A dog possessing a kan-i will hold the tail in a twisted or sickle shape. Nothing, if the tail will tremble slightly under the influence of strong emotions, but if the tail drops, this indicates an absolute lack of kan-i. A good kan-i property means that the dog will hold its head high and will not change its position (in Japanese exhibitions the owner stands behind the dog, he is not allowed to touch it). Kan-i shows energy, combined with a calm disposition. A dog that pounces on an adversary for no reason, provokes a fight or does not pay attention to its owner, is perhaps bold, but this behavior is not characteristic of kan-i.

What is Ryosei?

The literal translation of ryosei is “good character.” Good character includes gentleness, loyalty and submission – all qualities of a good guard dog and companion dog.

To be a good guard dog or companion and to comply with the requirements of its owner, the dog must be intelligent; thus, it is very important that the Japanese dog be intelligent and have good habits and submissive nature. A dog with a good character quickly responds to commands. Although complete submission to the will of the owner does not mean craven temperament. For example, a dog may need to respond to a command that requires fighting spirit or courage, in which case the dog must obey immediately, without fear of anything.

A discussion of good character shows that kan-I and ryosei are really yin and yang — two sides of the same coin. A Japanese dog with a true kan-i will have a true ryosei – one cannot exist without the other.

What is Soboku?

The Japanese word soboku is defined as innocence. Innocence means ingenuousness, sincerity and simplicity, which speaks of an open soul, which is touching, not because it tries to seem so, but because it is such in nature. According to Mr. Watanabe, “soboku” is modesty and kindness, where character and qualities must manifest spontaneously. To put it another way, soboku means simple appearance without pump and vulgarity. “Soboku” is not a rare physical beauty, but a combination of kan-i and ryosei, and soboku is a harmonious feature for the natural beauty of a Japanese dog, these three features reproduce the essence that a Japanese dog should be endowed with.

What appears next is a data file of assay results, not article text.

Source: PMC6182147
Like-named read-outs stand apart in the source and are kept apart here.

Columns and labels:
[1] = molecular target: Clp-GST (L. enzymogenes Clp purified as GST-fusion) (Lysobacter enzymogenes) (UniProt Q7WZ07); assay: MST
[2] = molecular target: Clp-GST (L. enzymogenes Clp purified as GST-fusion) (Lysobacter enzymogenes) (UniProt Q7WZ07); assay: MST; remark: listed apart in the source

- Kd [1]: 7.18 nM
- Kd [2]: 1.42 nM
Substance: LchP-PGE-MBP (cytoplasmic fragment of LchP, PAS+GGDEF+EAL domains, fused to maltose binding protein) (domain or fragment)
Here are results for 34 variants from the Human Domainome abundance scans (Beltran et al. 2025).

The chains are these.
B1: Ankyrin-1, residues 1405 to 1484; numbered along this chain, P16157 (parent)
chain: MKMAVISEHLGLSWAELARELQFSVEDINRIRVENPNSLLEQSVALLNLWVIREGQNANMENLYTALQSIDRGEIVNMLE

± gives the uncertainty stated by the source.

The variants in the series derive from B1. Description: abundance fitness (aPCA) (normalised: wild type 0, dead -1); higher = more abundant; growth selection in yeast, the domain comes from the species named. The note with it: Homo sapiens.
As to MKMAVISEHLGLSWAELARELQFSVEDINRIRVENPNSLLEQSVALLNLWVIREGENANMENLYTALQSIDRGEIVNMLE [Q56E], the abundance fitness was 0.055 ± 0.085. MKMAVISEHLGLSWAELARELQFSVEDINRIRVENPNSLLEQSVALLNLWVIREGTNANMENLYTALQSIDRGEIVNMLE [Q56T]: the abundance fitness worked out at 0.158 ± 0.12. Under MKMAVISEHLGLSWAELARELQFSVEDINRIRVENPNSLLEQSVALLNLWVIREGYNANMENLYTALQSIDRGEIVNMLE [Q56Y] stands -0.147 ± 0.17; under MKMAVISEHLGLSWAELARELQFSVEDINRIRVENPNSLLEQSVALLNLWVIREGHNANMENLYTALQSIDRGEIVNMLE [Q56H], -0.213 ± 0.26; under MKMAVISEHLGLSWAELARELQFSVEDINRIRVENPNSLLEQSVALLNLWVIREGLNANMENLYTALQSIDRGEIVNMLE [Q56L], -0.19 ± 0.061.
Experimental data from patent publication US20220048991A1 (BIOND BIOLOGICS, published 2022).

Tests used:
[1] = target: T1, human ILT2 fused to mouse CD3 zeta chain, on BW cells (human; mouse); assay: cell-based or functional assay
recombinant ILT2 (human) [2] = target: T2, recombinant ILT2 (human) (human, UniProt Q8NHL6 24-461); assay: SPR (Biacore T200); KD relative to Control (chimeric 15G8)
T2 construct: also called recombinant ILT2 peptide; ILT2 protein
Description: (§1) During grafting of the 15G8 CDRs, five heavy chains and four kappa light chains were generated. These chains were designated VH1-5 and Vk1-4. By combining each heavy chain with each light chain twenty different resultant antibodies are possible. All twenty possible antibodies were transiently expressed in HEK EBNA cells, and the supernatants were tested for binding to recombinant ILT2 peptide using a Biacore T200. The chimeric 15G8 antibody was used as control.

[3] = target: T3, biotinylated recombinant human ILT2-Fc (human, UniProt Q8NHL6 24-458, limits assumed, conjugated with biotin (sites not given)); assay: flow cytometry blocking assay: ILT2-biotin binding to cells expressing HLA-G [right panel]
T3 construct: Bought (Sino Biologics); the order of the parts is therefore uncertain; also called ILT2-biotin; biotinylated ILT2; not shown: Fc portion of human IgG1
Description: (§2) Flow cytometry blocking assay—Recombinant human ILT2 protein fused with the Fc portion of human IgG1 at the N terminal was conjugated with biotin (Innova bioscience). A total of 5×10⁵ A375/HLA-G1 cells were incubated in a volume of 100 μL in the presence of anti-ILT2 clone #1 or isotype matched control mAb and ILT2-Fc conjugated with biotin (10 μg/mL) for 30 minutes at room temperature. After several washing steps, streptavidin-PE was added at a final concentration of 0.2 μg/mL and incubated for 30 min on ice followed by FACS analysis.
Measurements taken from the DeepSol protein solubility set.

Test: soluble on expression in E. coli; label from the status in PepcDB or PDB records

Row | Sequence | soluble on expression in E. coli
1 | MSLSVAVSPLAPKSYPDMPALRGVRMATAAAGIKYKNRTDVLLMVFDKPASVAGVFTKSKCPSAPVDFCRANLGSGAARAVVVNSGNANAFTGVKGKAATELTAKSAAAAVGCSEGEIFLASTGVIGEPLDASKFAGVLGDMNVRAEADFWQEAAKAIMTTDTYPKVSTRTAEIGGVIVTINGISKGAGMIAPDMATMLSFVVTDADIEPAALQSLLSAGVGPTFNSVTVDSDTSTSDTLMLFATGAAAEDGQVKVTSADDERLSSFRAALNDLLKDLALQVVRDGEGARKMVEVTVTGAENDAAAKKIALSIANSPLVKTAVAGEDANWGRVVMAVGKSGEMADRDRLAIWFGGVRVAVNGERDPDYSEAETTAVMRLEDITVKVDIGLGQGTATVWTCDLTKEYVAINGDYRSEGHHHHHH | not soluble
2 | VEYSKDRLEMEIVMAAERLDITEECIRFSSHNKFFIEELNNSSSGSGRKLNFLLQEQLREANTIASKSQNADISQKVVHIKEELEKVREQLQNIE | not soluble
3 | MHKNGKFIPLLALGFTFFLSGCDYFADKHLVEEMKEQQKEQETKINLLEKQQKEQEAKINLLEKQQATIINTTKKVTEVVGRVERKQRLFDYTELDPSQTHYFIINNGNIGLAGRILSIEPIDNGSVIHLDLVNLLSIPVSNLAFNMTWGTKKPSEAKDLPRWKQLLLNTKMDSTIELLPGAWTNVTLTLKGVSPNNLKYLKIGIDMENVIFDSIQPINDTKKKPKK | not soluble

The second provision of the first section of the standard Japanese dog says: “She (the dog) is alert and able to move quickly, deftly and easily.” The dog should always be aware of what is happening around, therefore it should be well developed sense organs, in view of the fact that its survival depends on them. Well-developed sense organs are the weapon and the only protection for a hunting dog fighting a bear or a deer; for a guard dog, developed sense organs are necessary in order to fulfill their duty.

The dog may be too cautious, which indicates some nervousness – excitement is not why or the manifestation of cowardice. The Japanese comment on this as the most serious defect of the Japanese dog. The opposite of excessive wariness are stupidity, stupidity, slowness and lethargy. To be perfect, a dog needs to be between these two extremes. To the best of the alert dog is calm and unshakable, reliable and capable of swift, decisive action – to attack, defend or warn.

In order to use the senses in practice, the Japanese dog must “move quickly, deftly and easily.” She can express her agility in the forest, for example, where there should be “quieter grass” to catch prey. All three gaits – walking, jogging and running – should be smooth, although smaller and medium-sized rocks produce more noise than a large Akita, moving smoothly and gently, like a cat. Walking depends on the physical structure, but just one good structure is not enough. The body must be trained and conditioned to achieve the desired strength. The Japanese usually train dogs participating in exhibitions, a 6-10 km jog every day. In Japan, exhibiting Sibu, which lacks any of the above criteria, is considered a waste of time.

Proper mental qualities, sense organs and agility allow the Japanese dog to show his skills. All these properties make up her temperament (that is, “essence”), which is the most important feature when evaluating Siba.

2. General physical characteristics

2.1. Sexual dimorphism

The Nippo Standard states: “Males and bitches are very different from each other by the proportions of their bodies. The structure is dense with well developed muscles. The ratio of height and length of the torso of males is 10 to 11, while the bitch has a torso slightly longer. Males in height reach 39.5 cm, females – 36.5 cm, allowed 1.5 cm higher or lower. “